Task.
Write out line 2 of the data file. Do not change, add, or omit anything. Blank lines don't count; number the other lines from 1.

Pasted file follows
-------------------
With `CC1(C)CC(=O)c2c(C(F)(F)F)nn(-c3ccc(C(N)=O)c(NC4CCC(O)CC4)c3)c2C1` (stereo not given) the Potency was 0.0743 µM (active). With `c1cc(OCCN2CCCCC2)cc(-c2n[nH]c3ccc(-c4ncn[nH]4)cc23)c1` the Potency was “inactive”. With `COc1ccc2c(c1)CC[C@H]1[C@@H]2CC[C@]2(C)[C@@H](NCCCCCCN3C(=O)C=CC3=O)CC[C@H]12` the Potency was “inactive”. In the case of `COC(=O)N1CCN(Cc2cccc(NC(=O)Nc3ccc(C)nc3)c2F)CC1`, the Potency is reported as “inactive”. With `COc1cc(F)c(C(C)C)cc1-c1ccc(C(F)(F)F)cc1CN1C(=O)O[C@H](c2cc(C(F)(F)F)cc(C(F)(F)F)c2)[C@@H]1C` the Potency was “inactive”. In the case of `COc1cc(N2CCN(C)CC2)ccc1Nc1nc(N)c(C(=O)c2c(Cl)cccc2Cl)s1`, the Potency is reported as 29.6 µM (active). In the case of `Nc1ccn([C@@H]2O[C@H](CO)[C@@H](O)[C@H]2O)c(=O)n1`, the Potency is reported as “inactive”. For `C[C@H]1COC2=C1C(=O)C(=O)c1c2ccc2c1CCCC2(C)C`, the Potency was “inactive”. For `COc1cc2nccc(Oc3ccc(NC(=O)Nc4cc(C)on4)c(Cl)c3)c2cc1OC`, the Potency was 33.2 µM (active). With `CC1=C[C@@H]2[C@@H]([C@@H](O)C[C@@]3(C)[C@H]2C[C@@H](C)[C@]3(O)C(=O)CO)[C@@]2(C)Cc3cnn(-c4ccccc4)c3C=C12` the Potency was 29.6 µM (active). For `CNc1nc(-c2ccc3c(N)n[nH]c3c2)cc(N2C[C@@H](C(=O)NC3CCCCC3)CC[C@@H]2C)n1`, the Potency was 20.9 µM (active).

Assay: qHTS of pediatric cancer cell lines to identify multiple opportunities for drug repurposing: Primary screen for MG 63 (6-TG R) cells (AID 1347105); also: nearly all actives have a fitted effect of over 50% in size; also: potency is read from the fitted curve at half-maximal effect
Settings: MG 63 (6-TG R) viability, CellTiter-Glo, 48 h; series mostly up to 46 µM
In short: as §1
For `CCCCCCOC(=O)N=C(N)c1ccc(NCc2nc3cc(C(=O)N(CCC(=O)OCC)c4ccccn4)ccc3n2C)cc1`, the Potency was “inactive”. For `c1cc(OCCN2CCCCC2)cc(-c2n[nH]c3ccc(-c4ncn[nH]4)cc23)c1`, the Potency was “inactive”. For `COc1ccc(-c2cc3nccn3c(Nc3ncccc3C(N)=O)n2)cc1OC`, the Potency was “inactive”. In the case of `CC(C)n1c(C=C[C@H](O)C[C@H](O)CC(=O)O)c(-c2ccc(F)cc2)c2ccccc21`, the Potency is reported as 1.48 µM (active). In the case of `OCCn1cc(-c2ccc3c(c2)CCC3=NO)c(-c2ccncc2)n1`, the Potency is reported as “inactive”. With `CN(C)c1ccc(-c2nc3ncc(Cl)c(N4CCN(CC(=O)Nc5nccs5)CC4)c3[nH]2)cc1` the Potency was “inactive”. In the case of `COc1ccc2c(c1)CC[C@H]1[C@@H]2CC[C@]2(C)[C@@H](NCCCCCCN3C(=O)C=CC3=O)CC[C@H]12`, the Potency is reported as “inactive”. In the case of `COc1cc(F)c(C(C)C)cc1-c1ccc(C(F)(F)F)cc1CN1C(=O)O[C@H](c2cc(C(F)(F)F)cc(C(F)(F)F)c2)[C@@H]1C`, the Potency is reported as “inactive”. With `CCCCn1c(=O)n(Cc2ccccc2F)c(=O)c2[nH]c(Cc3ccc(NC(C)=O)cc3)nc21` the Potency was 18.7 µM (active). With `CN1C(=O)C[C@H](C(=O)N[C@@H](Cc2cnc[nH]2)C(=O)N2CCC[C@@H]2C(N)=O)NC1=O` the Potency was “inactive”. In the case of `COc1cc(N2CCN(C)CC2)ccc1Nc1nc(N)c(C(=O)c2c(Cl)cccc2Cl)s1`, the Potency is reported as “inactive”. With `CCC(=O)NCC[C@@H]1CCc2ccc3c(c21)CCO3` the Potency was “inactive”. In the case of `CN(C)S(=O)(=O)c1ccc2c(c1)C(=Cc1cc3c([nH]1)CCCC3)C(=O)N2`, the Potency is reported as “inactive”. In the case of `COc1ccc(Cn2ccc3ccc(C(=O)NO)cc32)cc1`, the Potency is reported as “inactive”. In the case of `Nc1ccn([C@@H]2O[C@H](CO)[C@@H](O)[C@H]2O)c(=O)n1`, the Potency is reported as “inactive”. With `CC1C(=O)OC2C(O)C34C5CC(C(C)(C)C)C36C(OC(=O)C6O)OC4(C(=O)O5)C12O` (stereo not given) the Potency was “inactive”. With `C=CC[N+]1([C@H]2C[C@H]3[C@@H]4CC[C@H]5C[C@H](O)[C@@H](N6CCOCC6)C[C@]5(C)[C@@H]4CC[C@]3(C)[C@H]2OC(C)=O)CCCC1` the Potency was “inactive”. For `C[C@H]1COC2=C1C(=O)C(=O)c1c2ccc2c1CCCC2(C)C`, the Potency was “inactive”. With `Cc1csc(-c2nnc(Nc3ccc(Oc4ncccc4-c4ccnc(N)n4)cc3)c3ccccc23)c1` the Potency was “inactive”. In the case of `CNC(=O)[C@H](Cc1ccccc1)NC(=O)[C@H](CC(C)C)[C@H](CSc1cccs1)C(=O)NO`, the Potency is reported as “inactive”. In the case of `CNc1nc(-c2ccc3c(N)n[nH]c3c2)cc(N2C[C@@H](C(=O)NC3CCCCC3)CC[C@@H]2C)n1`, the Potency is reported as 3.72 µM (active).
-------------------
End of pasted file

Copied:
Assay: qHTS of pediatric cancer cell lines to identify multiple opportunities for drug repurposing: Primary screen for MG 63 (6-TG R) cells (AID 1347105); also: nearly all actives have a fitted effect of over 50% in size; also: potency is read from the fitted curve at half-maximal effect